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Posted: Oct 24, 2006

Nanocomposite adhesives hold enormous potential for demanding applications in displays and electronics

(Nanowerk Spotlight) Adhesives may be broadly divided in two classes: structural and pressure sensitive. To form a permanent bond, structural adhesives harden via processes such as evaporation of solvent or water (white glue), reaction with radiation (dental adhesives), chemical reaction (two part epoxy), or cooling (hot melt). In contrast, pressure sensitive adhesives (PSAs) form a bond simply by the application of light pressure to attach the adhesive to the adherend. PSAs adhere instantly and firmly to nearly any surface under the application of light pressure, without covalent bonding or activation. Waterborne pressure-sensitive adhesives solve the problem of meeting environmental regulations that forbid the emission of volatile organic compounds in manufacturing. However, often waterborne PSAs have poor adhesive performance. Another problem, particularly relevant to display technologies, is how to make an electrically-conducting material that is also flexible and optically transparent. Indium tin oxide is commonly used as a transparent electrode in displays, but it is brittle and prone to mechanical failure or scratching. Adhesives can be made electrically conductive through the addition of metal particles, but then they lose optical transparency, and their adhesiveness is diminished. New research shows that waterborne PSAs containing single-wall carbon nanotubes (SWNTs) meet the requirements of environmental regulations while improving the adhesive performance. The resulting unprecedented combination of adhesion and conductivity properties holds enormous potential for demanding applications in displays and electronics.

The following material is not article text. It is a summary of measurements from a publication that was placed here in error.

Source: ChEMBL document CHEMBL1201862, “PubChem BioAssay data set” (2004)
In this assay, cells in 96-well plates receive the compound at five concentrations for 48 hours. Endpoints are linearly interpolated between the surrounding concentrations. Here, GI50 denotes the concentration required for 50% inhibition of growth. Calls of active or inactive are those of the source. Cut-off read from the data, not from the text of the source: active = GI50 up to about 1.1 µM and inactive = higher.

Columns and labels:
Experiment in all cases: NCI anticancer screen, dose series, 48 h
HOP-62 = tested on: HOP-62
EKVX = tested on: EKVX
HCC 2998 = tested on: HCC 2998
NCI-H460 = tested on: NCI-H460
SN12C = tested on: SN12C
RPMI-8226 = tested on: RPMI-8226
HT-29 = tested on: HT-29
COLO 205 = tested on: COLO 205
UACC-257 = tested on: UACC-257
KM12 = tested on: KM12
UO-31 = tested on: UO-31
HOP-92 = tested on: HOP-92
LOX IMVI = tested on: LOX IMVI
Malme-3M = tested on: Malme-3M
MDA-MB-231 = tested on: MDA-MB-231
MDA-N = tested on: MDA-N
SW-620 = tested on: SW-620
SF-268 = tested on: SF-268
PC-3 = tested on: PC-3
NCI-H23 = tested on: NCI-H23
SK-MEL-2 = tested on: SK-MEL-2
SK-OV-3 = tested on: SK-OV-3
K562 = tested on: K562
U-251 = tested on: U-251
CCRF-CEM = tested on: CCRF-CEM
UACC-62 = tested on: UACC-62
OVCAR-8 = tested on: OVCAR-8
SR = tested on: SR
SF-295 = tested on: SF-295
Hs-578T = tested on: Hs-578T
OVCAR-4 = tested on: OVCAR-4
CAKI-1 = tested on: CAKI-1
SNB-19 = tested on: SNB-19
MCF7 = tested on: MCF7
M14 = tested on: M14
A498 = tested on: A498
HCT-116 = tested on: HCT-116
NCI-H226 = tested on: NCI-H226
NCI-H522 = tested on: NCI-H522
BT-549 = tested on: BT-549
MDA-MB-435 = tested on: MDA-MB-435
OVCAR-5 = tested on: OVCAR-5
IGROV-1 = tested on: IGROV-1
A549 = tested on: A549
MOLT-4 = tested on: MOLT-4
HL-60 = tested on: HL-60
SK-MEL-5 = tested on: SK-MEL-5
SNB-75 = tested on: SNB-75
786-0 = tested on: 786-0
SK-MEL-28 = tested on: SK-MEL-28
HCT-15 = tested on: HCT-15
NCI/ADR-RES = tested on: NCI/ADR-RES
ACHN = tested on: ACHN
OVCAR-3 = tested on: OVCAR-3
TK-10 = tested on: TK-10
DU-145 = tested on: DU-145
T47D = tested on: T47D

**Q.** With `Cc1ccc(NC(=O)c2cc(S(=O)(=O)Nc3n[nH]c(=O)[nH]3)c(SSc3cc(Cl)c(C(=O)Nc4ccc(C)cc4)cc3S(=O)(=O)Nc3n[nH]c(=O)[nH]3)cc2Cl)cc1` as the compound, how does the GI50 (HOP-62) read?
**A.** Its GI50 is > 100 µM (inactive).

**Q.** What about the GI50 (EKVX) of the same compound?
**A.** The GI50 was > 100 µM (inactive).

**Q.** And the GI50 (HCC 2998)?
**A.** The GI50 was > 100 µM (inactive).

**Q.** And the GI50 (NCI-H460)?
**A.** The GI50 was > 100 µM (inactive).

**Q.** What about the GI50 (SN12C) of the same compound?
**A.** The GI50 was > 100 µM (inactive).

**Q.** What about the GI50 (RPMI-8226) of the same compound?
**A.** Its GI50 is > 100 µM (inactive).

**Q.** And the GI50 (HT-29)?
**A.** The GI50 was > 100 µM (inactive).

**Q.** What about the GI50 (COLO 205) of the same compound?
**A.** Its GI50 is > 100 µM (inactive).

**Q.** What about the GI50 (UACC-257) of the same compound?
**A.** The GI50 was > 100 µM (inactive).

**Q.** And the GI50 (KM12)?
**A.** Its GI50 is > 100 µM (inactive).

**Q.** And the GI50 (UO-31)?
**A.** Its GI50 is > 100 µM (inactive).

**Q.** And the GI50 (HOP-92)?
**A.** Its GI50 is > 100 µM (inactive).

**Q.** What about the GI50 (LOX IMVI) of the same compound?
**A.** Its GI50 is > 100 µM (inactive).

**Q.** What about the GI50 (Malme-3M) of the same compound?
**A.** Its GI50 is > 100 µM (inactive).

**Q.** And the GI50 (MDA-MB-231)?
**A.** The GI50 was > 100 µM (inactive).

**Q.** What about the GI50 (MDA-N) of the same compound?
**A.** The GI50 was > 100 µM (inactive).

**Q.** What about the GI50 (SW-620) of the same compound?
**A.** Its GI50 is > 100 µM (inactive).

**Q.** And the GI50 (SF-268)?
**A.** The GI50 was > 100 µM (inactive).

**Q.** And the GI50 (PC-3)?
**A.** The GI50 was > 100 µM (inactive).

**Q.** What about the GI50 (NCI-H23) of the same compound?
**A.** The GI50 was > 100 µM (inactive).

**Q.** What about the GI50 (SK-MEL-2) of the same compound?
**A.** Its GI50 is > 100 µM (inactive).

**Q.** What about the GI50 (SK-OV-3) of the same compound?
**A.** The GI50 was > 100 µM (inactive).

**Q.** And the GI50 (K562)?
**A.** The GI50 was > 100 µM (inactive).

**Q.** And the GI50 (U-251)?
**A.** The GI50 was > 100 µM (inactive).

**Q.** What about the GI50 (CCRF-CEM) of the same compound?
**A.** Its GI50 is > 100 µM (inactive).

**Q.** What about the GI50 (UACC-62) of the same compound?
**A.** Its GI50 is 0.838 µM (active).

To achieve the maximum tack energy (i.e. energy for de-bonding), a PSA must dissipate a large amount of energy on deformation, but it must not have an elastic modulus, E, that is too high. Recent work has shown that using nanocomposite polymer films opens the door to fabricating high performance PSAs.
"These nanocomposite PSAs have it all" says Dr. Joseph Keddie, reader in Physics in the Soft Condensed Matter Group at the University of Surrey in the UK.
Keddie explains the new findings to Nanowerk: "The E of poly(butyl acrylate), which is too low to make it a good adhesive, is increased with the addition of SWNTs. At the same time, the amount of energy dissipated increases with SWNT addition. These two factors lead to an optimum SWNT concentration for achieving the maximum tack energy."
The adhesives are optically transparent, as shown here. Looking through an adhesive film, the grass looks just as green! The adhesives have a high adhesion energy, while also being electrically conductive. (Image: T. Wang, University of Surrey)
The blending of colloidal polymer particles and carbon nanotubes enables good mixing at the nanometer length scale. The processing is more simple yet more effective than other methods of making nanocomposites. Typically, one must use aggressive sonic agitation and work at low weight fractions to disperse nanotubes finely enough to obtain homogeneous composites.